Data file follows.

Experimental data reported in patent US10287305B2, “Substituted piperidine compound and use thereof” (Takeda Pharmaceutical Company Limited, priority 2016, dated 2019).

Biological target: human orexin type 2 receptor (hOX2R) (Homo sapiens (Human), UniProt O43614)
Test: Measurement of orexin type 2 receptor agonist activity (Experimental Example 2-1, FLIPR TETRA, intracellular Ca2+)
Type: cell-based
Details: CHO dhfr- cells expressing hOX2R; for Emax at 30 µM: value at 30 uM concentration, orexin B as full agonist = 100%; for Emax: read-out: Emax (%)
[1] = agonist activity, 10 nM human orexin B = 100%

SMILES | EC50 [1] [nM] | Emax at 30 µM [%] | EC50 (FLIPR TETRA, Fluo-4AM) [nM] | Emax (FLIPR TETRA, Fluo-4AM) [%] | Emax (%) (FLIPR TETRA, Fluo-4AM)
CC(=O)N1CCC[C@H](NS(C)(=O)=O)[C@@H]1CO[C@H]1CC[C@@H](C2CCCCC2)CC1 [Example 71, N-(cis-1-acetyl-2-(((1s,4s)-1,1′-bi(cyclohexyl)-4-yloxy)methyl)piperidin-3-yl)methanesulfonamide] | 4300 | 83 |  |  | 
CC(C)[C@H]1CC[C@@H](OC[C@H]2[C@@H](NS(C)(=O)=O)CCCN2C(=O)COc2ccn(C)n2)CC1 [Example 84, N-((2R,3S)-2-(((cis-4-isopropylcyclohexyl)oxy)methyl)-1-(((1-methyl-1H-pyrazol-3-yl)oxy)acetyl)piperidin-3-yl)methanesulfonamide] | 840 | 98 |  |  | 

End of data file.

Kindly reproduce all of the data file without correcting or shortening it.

Experimental data reported in patent US10287305B2, “Substituted piperidine compound and use thereof” (Takeda Pharmaceutical Company Limited, priority 2016, dated 2019).

Biological target: human orexin type 2 receptor (hOX2R) (Homo sapiens (Human), UniProt O43614)
Test: Measurement of orexin type 2 receptor agonist activity (Experimental Example 2-1, FLIPR TETRA, intracellular Ca2+)
Type: cell-based
Details: CHO dhfr- cells expressing hOX2R; for Emax at 30 µM: value at 30 uM concentration, orexin B as full agonist = 100%; for Emax: read-out: Emax (%)
[1] = agonist activity, 10 nM human orexin B = 100%

SMILES | EC50 [1] [nM] | Emax at 30 µM [%] | EC50 (FLIPR TETRA, Fluo-4AM) [nM] | Emax (FLIPR TETRA, Fluo-4AM) [%] | Emax (%) (FLIPR TETRA, Fluo-4AM)
CC(=O)N1CCC[C@H](NS(C)(=O)=O)[C@@H]1CO[C@H]1CC[C@@H](C2CCCCC2)CC1 [Example 71, N-(cis-1-acetyl-2-(((1s,4s)-1,1′-bi(cyclohexyl)-4-yloxy)methyl)piperidin-3-yl)methanesulfonamide] | 4300 | 83 |  |  | 
CC(C)[C@H]1CC[C@@H](OC[C@H]2[C@@H](NS(C)(=O)=O)CCCN2C(=O)COc2ccn(C)n2)CC1 [Example 84, N-((2R,3S)-2-(((cis-4-isopropylcyclohexyl)oxy)methyl)-1-(((1-methyl-1H-pyrazol-3-yl)oxy)acetyl)piperidin-3-yl)methanesulfonamide] | 840 | 98 |  |  | 